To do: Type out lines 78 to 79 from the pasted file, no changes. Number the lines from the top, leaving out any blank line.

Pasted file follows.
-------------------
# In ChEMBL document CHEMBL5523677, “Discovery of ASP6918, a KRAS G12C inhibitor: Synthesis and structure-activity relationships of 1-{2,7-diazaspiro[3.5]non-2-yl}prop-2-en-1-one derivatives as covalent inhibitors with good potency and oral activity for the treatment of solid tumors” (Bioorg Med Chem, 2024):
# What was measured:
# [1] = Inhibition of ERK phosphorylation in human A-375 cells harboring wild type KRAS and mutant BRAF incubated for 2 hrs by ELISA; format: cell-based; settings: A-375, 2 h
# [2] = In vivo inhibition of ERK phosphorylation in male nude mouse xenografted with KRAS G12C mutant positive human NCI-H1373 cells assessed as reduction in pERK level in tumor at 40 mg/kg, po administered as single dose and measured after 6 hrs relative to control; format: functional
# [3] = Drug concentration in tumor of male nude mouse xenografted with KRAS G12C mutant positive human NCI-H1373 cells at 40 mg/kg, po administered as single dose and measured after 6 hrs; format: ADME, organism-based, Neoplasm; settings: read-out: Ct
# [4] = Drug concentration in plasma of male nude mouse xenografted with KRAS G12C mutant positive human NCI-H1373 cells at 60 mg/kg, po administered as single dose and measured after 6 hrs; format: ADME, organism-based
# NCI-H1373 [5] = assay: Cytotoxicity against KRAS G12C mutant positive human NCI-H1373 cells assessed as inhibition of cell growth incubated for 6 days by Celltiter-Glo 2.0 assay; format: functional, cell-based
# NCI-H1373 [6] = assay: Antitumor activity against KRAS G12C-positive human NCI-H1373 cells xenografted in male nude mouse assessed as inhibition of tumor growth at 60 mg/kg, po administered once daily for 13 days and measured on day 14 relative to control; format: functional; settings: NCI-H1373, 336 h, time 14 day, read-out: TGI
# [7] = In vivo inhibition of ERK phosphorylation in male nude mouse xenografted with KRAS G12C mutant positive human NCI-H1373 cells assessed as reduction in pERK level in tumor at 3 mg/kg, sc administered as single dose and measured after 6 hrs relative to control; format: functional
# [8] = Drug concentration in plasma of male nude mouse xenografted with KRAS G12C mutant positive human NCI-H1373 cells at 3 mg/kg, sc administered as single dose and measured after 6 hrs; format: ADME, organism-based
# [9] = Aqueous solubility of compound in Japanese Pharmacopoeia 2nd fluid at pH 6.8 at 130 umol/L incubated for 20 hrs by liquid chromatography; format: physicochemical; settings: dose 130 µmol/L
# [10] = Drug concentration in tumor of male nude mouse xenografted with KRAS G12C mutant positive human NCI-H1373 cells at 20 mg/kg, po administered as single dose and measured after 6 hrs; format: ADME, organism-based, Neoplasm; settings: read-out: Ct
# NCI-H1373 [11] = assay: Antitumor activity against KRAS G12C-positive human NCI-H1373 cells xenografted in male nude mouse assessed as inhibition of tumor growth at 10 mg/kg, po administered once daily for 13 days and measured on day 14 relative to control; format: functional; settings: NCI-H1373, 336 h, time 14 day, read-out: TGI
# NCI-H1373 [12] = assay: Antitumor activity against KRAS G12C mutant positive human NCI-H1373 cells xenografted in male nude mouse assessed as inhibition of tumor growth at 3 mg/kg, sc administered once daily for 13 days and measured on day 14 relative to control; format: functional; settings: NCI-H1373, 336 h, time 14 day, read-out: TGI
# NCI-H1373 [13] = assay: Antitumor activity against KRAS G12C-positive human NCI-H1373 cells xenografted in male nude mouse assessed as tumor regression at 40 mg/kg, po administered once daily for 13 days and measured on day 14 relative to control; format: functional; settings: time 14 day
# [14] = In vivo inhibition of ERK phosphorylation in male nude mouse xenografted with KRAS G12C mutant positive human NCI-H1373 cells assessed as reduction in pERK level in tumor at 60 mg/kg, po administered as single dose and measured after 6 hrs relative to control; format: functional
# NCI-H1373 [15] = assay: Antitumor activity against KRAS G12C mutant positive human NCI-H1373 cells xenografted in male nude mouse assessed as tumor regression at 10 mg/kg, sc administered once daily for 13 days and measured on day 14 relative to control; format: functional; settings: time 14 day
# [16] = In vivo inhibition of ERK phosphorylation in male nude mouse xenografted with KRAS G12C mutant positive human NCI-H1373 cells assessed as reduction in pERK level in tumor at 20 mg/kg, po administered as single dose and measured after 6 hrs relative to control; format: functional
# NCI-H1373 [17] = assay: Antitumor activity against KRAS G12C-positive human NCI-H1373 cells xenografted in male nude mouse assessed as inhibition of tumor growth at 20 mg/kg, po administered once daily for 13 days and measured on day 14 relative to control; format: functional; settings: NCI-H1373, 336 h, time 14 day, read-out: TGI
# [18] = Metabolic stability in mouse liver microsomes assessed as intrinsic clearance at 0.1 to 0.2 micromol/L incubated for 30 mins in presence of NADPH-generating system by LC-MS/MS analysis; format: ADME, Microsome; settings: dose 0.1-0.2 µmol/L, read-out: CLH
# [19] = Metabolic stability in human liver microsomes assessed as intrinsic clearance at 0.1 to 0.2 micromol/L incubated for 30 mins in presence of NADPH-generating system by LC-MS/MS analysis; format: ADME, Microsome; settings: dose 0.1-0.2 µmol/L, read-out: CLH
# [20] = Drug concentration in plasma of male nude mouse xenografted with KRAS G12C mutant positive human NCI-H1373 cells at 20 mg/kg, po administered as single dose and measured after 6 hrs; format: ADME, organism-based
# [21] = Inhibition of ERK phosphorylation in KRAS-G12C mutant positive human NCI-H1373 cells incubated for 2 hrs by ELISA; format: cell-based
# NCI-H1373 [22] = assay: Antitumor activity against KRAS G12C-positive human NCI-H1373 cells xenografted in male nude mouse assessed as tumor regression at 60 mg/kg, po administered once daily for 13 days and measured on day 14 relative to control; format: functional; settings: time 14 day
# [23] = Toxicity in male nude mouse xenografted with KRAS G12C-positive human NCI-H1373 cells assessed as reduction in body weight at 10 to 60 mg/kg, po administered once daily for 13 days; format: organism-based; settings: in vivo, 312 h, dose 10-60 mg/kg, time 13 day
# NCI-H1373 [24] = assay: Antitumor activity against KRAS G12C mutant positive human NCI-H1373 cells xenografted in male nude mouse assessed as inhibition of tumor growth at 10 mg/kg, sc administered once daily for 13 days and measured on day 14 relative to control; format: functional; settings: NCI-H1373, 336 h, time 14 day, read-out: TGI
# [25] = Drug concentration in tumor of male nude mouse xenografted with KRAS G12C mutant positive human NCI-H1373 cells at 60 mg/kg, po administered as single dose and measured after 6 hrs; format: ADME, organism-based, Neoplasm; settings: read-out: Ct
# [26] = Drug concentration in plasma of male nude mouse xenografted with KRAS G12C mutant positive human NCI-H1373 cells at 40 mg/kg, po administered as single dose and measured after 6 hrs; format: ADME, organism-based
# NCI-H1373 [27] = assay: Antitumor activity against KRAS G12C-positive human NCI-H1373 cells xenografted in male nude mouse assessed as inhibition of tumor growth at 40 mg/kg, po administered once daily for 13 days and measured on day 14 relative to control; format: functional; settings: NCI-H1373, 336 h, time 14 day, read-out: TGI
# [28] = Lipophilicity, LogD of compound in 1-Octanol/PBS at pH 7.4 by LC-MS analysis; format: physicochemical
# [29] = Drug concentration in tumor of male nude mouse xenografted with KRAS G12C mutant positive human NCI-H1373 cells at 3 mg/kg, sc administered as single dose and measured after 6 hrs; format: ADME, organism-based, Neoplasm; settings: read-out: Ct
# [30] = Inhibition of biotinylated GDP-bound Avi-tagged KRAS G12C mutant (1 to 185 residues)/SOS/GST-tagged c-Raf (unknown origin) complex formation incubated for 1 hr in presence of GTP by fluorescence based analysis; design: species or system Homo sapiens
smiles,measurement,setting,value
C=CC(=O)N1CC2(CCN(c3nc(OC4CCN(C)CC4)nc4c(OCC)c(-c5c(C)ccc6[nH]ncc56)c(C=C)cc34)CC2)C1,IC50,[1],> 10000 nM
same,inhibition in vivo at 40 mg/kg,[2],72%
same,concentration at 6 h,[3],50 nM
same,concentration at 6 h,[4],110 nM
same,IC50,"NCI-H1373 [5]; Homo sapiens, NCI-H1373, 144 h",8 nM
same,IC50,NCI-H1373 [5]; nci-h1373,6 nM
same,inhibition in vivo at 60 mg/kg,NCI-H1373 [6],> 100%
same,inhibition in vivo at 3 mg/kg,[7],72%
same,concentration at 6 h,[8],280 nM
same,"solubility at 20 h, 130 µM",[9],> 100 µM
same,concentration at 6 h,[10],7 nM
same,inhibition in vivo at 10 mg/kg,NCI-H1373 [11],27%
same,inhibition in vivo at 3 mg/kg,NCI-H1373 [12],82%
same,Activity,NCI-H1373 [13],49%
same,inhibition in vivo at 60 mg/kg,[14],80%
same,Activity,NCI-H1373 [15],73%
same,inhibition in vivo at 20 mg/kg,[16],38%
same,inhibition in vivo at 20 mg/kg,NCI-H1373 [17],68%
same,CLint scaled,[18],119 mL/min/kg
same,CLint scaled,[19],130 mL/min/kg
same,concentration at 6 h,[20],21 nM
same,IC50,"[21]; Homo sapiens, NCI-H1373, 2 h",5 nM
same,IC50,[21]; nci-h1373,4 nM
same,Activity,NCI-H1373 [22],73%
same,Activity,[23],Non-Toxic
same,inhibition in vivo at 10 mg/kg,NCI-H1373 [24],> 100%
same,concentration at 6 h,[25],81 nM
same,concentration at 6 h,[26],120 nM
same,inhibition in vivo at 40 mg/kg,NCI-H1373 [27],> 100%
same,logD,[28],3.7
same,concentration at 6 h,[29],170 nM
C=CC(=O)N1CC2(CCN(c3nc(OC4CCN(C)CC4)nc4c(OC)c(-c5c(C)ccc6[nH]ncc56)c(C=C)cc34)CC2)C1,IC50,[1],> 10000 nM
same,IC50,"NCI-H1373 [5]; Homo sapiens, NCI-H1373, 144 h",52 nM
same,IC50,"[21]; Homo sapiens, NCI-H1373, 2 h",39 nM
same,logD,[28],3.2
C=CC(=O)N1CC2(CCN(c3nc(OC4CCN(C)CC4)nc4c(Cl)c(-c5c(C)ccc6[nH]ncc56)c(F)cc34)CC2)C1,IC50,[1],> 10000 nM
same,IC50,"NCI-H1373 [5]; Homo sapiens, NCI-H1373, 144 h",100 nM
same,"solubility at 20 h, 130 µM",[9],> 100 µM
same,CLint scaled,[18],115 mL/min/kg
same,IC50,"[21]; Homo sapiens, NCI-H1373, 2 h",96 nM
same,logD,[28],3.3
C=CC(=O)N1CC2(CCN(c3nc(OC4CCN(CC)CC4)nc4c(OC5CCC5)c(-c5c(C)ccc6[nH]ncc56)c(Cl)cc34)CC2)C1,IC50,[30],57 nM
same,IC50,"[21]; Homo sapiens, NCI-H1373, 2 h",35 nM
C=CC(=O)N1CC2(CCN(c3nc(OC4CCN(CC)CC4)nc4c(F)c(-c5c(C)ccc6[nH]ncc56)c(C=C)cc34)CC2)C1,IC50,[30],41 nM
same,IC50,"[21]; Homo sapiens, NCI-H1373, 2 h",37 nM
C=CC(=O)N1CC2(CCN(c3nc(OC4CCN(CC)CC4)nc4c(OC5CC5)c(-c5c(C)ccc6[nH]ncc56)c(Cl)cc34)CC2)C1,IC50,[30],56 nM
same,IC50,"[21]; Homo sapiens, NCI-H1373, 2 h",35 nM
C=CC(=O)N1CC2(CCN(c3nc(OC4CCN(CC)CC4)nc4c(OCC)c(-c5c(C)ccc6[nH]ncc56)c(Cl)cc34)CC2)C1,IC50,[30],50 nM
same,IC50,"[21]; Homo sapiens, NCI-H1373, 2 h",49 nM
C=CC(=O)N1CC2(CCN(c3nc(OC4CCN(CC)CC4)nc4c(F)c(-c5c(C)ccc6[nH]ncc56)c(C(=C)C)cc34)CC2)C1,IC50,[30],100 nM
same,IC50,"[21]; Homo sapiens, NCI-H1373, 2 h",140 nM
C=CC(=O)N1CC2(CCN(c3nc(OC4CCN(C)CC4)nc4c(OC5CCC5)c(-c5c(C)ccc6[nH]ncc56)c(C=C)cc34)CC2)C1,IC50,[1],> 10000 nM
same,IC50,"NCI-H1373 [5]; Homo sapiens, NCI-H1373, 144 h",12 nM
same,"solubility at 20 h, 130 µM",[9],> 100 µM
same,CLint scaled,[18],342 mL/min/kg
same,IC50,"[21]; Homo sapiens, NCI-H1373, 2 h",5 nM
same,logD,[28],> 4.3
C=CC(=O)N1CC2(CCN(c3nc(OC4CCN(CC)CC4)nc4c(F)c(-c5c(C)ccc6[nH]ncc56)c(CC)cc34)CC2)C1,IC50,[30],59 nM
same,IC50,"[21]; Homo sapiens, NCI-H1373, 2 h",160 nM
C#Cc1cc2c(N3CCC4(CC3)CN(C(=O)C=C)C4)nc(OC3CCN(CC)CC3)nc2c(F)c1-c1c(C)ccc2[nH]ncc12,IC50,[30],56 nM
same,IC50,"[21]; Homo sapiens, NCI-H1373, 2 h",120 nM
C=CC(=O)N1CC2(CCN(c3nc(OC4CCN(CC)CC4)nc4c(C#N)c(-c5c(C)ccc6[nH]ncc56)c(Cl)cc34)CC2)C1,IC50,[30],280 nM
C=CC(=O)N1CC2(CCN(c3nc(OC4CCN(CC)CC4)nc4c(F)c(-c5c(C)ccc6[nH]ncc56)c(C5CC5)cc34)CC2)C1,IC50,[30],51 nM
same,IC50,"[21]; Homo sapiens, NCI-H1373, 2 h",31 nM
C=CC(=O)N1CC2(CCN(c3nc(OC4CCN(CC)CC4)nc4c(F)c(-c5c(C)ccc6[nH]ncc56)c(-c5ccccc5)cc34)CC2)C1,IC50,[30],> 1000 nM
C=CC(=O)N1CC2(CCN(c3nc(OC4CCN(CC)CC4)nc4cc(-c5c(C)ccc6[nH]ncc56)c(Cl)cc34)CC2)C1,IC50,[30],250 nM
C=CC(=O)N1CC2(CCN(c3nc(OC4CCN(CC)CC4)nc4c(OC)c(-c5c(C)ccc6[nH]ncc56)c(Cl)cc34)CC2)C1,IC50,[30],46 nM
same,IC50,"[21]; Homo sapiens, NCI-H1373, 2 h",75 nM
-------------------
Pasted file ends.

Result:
same,IC50,"[21]; Homo sapiens, NCI-H1373, 2 h",37 nM
C=CC(=O)N1CC2(CCN(c3nc(OC4CCN(CC)CC4)nc4c(OC5CC5)c(-c5c(C)ccc6[nH]ncc56)c(Cl)cc34)CC2)C1,IC50,[30],56 nM